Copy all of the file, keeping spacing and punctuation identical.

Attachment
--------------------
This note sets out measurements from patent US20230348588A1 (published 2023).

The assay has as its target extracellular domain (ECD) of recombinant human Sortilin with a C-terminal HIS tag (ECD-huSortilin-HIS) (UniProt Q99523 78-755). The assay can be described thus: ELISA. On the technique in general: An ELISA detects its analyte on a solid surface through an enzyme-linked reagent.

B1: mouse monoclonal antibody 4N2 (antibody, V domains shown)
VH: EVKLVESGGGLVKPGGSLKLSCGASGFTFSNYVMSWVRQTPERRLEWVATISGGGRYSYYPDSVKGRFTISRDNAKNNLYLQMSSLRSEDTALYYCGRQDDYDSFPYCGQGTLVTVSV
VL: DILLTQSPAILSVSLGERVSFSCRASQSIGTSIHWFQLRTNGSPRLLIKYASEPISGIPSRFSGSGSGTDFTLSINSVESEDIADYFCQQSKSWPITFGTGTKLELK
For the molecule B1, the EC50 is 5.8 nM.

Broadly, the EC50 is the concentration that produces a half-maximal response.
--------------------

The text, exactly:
This note sets out measurements from patent US20230348588A1 (published 2023).

The assay has as its target extracellular domain (ECD) of recombinant human Sortilin with a C-terminal HIS tag (ECD-huSortilin-HIS) (UniProt Q99523 78-755). The assay can be described thus: ELISA. On the technique in general: An ELISA detects its analyte on a solid surface through an enzyme-linked reagent.

B1: mouse monoclonal antibody 4N2 (antibody, V domains shown)
VH: EVKLVESGGGLVKPGGSLKLSCGASGFTFSNYVMSWVRQTPERRLEWVATISGGGRYSYYPDSVKGRFTISRDNAKNNLYLQMSSLRSEDTALYYCGRQDDYDSFPYCGQGTLVTVSV
VL: DILLTQSPAILSVSLGERVSFSCRASQSIGTSIHWFQLRTNGSPRLLIKYASEPISGIPSRFSGSGSGTDFTLSINSVESEDIADYFCQQSKSWPITFGTGTKLELK
For the molecule B1, the EC50 is 5.8 nM.

Broadly, the EC50 is the concentration that produces a half-maximal response.